Wed 09-Feb-11 11:37 PM | edited Thu 10-Feb-11 03:22 AM by dm1dave
I think this was a pretty good test even with the differing ISO values. In fact it shows how well the D7000 stands up against the D700 at least up to ISO-1600.
While you and others see the D7000 image as being softer then the D700 I do not think that is the case at all. Many things other than resolution can affect our perception of image sharpness.
In discussing an exposure issue Thom Hogan said that the D7000 processes image somewhat differently than other Nikons. The image gamma tends to be a bit higher from the D7000 then it is from the D90 or D700. This causes the images to look slightly brighter with lower contrast. This is one of the reasons people feel that the D7000 has a tendancy to overexpos. The higher gamma increases the mid tone values of the image and as a result the images have a little lower contrast and often look less sharp.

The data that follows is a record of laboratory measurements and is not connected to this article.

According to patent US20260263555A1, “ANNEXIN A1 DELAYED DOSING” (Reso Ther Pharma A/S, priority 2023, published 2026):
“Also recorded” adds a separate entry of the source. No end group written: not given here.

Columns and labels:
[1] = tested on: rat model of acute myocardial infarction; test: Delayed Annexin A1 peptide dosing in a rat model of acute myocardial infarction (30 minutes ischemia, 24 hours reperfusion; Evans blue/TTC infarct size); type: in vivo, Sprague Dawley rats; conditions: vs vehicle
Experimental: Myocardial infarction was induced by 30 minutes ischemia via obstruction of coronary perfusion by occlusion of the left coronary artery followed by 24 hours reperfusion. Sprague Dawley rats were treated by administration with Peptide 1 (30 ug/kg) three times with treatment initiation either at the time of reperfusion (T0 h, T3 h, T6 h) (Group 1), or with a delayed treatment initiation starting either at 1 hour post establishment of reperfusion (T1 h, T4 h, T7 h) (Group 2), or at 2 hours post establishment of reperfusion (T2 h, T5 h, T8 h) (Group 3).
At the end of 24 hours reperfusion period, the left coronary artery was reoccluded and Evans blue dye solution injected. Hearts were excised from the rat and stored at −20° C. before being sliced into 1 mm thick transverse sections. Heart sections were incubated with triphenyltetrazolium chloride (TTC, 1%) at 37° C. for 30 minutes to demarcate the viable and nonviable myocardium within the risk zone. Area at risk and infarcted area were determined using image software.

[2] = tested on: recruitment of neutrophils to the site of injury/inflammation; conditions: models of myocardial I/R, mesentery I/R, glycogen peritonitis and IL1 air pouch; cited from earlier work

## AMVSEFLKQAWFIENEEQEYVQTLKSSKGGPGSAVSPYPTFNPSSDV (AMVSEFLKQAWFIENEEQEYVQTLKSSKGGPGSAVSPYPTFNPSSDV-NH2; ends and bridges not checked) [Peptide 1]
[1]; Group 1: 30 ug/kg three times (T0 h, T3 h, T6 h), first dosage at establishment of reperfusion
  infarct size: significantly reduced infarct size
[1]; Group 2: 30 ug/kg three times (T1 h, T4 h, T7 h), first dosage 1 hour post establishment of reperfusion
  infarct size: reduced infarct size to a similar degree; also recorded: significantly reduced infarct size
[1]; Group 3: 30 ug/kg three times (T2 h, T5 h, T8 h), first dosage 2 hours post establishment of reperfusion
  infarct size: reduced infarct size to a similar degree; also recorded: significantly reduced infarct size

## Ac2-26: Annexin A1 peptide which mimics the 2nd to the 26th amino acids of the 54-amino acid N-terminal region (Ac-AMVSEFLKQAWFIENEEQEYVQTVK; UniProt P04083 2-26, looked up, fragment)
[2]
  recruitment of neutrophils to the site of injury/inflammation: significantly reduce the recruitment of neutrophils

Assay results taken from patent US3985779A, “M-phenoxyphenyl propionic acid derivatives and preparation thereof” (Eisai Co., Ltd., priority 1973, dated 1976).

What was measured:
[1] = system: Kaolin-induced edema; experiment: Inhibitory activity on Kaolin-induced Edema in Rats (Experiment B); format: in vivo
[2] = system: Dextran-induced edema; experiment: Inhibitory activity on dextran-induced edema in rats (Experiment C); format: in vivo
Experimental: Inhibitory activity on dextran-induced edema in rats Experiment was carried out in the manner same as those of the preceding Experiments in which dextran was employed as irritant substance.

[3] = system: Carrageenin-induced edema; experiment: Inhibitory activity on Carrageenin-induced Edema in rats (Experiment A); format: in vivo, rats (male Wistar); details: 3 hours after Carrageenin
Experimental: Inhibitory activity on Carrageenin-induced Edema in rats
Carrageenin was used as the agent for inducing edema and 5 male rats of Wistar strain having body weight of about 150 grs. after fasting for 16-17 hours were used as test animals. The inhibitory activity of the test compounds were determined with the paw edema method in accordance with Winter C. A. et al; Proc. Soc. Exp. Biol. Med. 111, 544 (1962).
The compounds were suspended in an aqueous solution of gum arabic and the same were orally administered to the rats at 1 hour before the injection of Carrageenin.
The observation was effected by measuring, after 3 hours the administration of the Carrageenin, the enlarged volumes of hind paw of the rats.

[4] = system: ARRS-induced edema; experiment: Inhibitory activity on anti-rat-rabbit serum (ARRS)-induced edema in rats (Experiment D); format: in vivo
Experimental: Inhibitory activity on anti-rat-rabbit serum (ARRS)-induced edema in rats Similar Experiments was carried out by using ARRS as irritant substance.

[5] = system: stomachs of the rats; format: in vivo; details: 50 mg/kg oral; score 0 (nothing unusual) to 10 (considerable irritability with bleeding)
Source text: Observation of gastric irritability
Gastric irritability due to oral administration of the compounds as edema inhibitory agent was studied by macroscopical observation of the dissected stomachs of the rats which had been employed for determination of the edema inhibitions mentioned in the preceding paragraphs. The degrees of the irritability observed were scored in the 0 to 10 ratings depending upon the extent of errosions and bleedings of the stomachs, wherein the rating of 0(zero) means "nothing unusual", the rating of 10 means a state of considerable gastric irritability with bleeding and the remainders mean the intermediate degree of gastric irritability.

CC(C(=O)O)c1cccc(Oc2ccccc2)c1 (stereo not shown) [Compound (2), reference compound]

Look at the blue color in your two images above. It is not quit the same. The D7000 is a bit lighter and washed out. The fact that the D700 image is a little darker and has more contrast makes it look sharper then the lower contrast D7000 image when in fact both images are equally sharp.
Here I opened the D7000 image in Photoshop and ajusted the Gamma. Image > Adjustments > Exposure... Then moved the Gamma slider to the Left to a value of 1.27. I made no other adjustments. I made no ajustments to the D700 imange.
I can see no significant difference in sharpness (or noise, or detail) between the images. Both images are what I would expect to see of a deep crop, strait out of the camera with no sharpening applied.
To further illustrate... I copied a small square (indicated by the red border) from the original D700 image a pasted onto the D7000 image. Except for a bit of misalignment (Mostly noticeable in the “o” in Wyoming) you would have a very difficult time being able tell this had been done without the red outline.